From a technical perspective, you would be in better position if limit your long ideas to stocks that make higher low and higher high above their 200 day MA as you will enter on higher high and trail with a stop to protect profits and limit downside. Short ideas should come from stocks that are finding strong resistance just below their 200 day MA and are reversing back from there after making lower high. Everything should be looked in the perspective of the general market. When the market is going up, I concentrate on long candidates and vice versa.

The best performing stocks YTD is a very simple system for generation of trading ideas and it could be a basis for huge returns if proper money management rules are applied. There is a profound difference between good long and short trading idea and successful long or short actual trade. For the latter you need strict money management rules, which include, but are not limited to: proper position sizing, cutting losses short and letting winners run.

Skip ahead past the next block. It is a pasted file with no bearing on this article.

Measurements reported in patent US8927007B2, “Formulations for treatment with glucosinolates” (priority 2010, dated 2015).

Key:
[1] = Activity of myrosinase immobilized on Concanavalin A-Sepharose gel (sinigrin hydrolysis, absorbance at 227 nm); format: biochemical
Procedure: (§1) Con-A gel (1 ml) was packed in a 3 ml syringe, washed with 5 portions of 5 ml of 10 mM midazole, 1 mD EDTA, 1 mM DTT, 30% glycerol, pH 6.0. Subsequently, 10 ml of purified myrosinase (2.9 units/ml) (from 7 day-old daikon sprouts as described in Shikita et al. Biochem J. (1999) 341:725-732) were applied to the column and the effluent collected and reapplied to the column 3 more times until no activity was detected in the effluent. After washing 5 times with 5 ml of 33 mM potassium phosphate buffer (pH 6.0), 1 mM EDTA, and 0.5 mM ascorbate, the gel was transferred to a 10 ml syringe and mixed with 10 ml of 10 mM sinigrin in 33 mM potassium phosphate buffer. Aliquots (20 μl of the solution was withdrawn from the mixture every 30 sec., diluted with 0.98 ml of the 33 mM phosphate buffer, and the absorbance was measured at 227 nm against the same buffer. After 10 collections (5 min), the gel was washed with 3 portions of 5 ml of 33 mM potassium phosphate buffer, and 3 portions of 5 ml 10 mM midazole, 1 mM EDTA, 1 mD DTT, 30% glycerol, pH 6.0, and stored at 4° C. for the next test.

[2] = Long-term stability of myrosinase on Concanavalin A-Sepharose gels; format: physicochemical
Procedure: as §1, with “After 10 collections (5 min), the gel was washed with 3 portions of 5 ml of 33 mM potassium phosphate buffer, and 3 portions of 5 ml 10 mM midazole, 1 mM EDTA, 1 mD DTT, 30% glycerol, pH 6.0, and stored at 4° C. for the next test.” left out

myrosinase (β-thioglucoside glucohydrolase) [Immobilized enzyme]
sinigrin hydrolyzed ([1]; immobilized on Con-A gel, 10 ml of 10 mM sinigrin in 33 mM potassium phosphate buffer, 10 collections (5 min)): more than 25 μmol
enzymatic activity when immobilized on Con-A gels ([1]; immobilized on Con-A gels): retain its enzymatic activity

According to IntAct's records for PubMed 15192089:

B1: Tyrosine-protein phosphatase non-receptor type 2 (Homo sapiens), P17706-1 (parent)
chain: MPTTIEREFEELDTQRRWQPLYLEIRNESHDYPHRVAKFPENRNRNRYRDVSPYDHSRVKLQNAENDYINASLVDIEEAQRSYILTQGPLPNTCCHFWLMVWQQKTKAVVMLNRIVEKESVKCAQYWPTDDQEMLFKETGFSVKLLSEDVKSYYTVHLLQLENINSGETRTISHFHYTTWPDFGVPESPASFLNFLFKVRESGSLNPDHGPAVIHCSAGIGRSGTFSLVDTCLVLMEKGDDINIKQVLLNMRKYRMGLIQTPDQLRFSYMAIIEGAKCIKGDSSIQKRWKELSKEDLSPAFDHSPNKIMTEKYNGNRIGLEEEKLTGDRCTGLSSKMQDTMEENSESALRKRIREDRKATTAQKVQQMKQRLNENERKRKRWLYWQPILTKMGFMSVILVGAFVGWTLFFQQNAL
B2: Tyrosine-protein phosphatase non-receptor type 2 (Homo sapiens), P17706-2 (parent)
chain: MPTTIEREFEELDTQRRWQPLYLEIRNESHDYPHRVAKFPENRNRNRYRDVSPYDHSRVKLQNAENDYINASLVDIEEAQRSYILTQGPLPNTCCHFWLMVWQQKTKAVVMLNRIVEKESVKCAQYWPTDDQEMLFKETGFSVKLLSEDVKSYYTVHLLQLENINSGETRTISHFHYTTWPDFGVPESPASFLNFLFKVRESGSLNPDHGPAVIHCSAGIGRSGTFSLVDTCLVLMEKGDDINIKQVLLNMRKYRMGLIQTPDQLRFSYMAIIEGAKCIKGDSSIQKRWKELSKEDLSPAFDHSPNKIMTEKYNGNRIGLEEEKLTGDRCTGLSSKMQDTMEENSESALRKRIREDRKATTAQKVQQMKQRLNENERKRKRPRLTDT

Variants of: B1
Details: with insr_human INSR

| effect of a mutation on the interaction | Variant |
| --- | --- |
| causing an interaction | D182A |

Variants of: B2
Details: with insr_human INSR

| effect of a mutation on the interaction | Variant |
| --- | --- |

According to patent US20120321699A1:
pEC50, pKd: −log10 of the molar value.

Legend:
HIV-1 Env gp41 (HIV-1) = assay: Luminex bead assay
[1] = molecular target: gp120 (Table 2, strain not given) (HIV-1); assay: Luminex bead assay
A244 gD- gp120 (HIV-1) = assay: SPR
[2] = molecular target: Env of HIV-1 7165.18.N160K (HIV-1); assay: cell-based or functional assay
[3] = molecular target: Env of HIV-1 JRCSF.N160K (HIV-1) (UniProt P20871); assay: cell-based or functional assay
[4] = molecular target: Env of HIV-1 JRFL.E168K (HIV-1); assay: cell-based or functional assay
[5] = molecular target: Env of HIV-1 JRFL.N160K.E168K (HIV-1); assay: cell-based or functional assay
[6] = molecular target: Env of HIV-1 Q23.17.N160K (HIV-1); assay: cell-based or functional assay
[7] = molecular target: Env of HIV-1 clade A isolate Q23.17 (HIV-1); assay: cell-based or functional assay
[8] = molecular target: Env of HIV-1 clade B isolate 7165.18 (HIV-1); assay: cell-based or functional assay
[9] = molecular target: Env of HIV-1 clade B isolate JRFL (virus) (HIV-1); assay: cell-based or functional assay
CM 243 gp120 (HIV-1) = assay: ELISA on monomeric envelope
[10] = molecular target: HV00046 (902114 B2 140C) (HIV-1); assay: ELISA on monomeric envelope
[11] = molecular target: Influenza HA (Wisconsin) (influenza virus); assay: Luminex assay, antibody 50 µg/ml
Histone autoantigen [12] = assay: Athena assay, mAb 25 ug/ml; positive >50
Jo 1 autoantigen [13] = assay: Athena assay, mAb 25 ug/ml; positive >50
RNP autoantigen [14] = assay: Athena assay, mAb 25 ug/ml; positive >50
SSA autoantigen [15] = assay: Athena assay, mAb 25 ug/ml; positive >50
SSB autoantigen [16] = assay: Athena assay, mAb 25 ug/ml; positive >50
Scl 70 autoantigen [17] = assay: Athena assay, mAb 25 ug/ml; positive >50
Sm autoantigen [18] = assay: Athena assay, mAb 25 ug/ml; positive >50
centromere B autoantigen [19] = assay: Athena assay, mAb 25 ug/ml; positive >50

Alternative momentum screens for the above mentioned idea generation method could be:

Stocks up 50% or more in a month

Stocks up 200% or more from their 52 week low

Stocks at 50 day highs

Again, don’t forget to add liquidity and minimum price requirement filters.

 

Trend following

“The crowd may be stupid, but they are stronger than you. Crowds have the power to create trends. Never buck a trend. If a trend is up, you should only buy or stand aside. Never sell short because “prices are too high” — never argue with the crowd. You do not have to run with the crowd — but you should never run against it.

Dr. Alexander Elder